Since we talked about some pretty serious stuff yesterday I think it’s best with lighten up the mood with some nutritional news. There’s been a lot of chatter about those pesky nutrition labels we’ve all seen on the side of our food products. What are they all about? Today we’re going to over how to read these labels and understand what’s most important on them. As well we are going to discuss the changes the FDA is planning on making to the labels we’ve grown accustomed to.
To begin go grab a packaged food item in your house! The first thing you should look at is the serving size and serving per container, these two phrases are not usually the same. Instead the serving size is the amount of the container you should eat and the servings per container is how many servings are in the container. Not too bad, right? So, if your serving size is 1 cup you now know that the nutrition facts to follow are for that serving, 1 cup. This bit of information is important for your next step.
Take a look at the calories on your package, the number it says represents the calories for your serving size, not your servings per container. This is where a lot of us get mixed up, but after today you won’t! This number means that if you accidentally ate a whole bag of chips that had 2.5 servings per container you have to then multiply the calories by 2.5. PAUSE It’s getting a little confusing, right? Luckily for us the FDA is taking steps to lessen this confusion of calories per serving in the updated labels they have proposed. “By law, the label information on serving sizes must be based on what people actually eat, not on what they ‘should’ be eating.” If the proposal goes through that means that when you finish eating your whole bag of chips just by looking at the label you’ll be able to know how many calories you consumed, no math involved! But until then we will have to do either some measuring or some multiplication.
Next let’s go down to the next section with total fat, cholesterol, sodium, and total carbohydrate. These should be limited in your diet because too much of them can cause damage to our bodies. The DV is the daily value, and this tells you how much of the recommended daily value you’re getting from the one product. So if your label says the DV% of your total fat is 18% you know that 18% of your total fat has been consumed and you only need to consume 82%. However, these values are based on a 2000 calorie diet and most of us are not eating that much in a day. So it’s best to use the DV% as a guide to not over consume your nutrients. Especially these four because they are not always that great for you. But what about good carbs? Not all carbs are bad, and that is the biggest misconception in our society. Unfortunately the FDA is not making changes on this bit of information, instead they are changing “total carbohydrate” to “total carbs”. This really isn’t going to do much for your understanding of carbs, so I found this great link to help you understand which carbs you should be eating.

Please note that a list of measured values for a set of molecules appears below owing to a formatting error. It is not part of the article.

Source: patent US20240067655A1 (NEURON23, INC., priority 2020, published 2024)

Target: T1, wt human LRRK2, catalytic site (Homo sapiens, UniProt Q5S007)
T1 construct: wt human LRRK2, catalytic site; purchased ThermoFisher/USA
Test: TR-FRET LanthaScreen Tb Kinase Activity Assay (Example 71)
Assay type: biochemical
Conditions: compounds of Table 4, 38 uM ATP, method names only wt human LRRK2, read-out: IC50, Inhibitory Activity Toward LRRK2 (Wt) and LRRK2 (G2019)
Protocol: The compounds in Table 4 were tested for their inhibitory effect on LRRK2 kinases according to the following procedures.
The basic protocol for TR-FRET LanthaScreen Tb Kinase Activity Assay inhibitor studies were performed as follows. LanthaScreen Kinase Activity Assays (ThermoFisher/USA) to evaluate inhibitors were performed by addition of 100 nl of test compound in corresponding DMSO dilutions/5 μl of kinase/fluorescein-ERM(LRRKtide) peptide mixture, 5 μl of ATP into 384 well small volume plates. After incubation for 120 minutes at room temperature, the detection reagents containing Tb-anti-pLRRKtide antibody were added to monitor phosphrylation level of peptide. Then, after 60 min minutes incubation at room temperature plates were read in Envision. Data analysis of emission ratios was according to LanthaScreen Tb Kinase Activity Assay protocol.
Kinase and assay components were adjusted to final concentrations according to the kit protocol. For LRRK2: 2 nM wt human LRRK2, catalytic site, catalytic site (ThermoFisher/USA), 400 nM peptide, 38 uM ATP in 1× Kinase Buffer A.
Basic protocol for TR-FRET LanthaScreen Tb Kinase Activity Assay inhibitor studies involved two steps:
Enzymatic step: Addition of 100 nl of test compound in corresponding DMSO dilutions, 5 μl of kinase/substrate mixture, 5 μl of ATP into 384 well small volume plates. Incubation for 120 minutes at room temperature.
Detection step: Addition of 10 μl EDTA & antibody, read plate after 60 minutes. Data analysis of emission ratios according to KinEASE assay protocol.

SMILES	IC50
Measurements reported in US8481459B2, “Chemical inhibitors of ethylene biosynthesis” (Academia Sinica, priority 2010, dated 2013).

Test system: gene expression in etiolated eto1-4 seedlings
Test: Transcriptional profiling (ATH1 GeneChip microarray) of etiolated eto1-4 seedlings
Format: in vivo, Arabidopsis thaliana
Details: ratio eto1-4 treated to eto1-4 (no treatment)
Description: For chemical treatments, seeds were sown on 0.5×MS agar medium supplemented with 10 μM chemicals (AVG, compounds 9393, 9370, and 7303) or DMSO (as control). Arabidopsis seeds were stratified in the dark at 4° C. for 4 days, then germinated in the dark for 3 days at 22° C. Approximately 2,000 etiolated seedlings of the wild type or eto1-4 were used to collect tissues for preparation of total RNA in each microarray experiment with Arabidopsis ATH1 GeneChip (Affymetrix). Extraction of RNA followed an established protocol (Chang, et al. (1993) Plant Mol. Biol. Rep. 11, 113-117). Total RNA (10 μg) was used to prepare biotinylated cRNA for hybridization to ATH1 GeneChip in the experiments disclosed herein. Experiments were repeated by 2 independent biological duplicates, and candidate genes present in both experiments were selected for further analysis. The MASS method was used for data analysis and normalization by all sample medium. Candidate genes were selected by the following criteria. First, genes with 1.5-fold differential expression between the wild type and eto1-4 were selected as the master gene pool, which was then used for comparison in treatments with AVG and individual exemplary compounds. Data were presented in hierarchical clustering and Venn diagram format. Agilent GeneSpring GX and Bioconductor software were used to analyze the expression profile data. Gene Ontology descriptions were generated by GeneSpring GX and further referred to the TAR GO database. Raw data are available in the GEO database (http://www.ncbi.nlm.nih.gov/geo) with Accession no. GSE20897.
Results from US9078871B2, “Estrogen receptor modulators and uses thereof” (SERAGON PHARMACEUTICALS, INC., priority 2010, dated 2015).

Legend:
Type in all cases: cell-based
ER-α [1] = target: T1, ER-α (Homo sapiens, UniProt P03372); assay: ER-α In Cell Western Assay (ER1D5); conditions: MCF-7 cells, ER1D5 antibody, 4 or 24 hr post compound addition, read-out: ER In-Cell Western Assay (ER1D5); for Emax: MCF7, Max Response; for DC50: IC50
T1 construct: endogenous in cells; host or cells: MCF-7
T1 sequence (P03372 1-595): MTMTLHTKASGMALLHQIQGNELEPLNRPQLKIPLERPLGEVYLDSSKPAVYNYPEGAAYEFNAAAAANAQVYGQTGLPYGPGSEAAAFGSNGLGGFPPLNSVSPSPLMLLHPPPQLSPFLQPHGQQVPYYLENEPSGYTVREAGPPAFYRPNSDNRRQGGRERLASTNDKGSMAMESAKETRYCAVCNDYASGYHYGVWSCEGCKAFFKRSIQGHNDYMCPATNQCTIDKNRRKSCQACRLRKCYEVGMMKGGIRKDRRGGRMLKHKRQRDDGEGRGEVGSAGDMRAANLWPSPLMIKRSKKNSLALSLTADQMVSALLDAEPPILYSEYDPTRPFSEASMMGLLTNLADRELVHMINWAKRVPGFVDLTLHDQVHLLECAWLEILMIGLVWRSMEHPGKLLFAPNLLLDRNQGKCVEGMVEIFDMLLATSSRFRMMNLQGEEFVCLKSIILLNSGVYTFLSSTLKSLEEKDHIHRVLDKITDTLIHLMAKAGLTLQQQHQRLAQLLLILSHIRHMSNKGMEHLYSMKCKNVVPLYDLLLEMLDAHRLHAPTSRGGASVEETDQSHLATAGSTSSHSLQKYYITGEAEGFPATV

The next section we should focus on is on the dietary fiber, protein, and the vitamins and minerals. These are very important for us, especially fiber. It is recommended that men get up to 30 grams of fiber per day and women up to 25 grams. Protein is great for our bodies and we can get it from a lot of foods, such as beans, vegetables, legumes, and meat. Vitamins and minerals also play a huge part in our body as cofactors for many key reactions in our body. They help keep things running, developing, and functioning in our bodies, so it’s very important that we include and welcome them into our diet. The FDA even says that eating enough of these nutrients can improve your health and help reduce the risk of some diseases and conditions!
The last section on labels that most people ignore is the footnote, these just explain to consumers the daily value of nutrient that we should be consuming. Luckily for you I linked you up to the DV chart for all your nutrients! One more thing that gets overlooked in many guides is the ingredient list! The general rule I follow is to look at the servings, calories, and then the ingredients. And, if the ingredients list is more than five items long (especially five I can’t pronounce) I try my best to not eat it. This is just a general rule I follow, granted all rules are meant to be broken, but it really helps you stay away from processed foods and confusing nutrition labels.
Last bit of information, if the proposal gets accepted and the FDA makes the changes to the labels the FDA estimates it will cost the food industry $2 billion to implement these changes, but also forecasts a $20-30 billion public health benefit! If that isn’t motivating enough to encourage our government to make these needed changes, I don’t know what is. Until then, read your labels, eat smart, and eat clean. #nutritionforall